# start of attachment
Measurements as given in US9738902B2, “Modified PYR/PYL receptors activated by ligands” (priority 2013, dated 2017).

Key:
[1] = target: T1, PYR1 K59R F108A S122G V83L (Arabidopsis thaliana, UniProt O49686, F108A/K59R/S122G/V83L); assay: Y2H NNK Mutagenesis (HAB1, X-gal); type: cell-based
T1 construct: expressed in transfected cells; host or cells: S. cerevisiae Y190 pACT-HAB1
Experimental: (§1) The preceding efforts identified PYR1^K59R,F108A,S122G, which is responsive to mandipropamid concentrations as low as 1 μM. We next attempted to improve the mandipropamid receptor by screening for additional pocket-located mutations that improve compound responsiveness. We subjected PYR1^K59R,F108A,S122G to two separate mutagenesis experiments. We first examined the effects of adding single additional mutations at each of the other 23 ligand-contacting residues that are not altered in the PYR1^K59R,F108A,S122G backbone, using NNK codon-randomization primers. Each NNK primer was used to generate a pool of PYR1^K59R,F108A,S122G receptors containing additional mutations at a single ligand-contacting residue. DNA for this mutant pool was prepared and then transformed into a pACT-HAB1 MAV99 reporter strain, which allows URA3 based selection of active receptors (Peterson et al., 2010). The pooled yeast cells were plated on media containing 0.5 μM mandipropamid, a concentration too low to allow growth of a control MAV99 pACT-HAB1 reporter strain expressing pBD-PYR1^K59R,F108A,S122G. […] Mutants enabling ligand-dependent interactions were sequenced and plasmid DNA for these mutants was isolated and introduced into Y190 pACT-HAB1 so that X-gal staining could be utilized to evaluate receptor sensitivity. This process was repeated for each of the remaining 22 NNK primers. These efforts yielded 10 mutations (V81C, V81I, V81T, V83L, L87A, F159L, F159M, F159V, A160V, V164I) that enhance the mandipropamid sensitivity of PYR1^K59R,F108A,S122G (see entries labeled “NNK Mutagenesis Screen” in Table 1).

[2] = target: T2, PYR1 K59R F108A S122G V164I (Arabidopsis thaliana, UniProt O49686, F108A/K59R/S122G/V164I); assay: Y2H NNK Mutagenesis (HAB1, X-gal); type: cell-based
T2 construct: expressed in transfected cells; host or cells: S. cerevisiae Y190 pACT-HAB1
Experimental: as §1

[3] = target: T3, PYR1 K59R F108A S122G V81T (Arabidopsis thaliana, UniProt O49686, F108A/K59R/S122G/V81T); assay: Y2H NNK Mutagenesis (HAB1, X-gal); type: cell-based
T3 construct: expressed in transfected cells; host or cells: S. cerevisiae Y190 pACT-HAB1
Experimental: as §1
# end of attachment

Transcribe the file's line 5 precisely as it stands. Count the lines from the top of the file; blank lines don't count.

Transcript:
Experimental: (§1) The preceding efforts identified PYR1^K59R,F108A,S122G, which is responsive to mandipropamid concentrations as low as 1 μM. We next attempted to improve the mandipropamid receptor by screening for additional pocket-located mutations that improve compound responsiveness. We subjected PYR1^K59R,F108A,S122G to two separate mutagenesis experiments. We first examined the effects of adding single additional mutations at each of the other 23 ligand-contacting residues that are not altered in the PYR1^K59R,F108A,S122G backbone, using NNK codon-randomization primers. Each NNK primer was used to generate a pool of PYR1^K59R,F108A,S122G receptors containing additional mutations at a single ligand-contacting residue. DNA for this mutant pool was prepared and then transformed into a pACT-HAB1 MAV99 reporter strain, which allows URA3 based selection of active receptors (Peterson et al., 2010). The pooled yeast cells were plated on media containing 0.5 μM mandipropamid, a concentration too low to allow growth of a control MAV99 pACT-HAB1 reporter strain expressing pBD-PYR1^K59R,F108A,S122G. […] Mutants enabling ligand-dependent interactions were sequenced and plasmid DNA for these mutants was isolated and introduced into Y190 pACT-HAB1 so that X-gal staining could be utilized to evaluate receptor sensitivity. This process was repeated for each of the remaining 22 NNK primers. These efforts yielded 10 mutations (V81C, V81I, V81T, V83L, L87A, F159L, F159M, F159V, A160V, V164I) that enhance the mandipropamid sensitivity of PYR1^K59R,F108A,S122G (see entries labeled “NNK Mutagenesis Screen” in Table 1).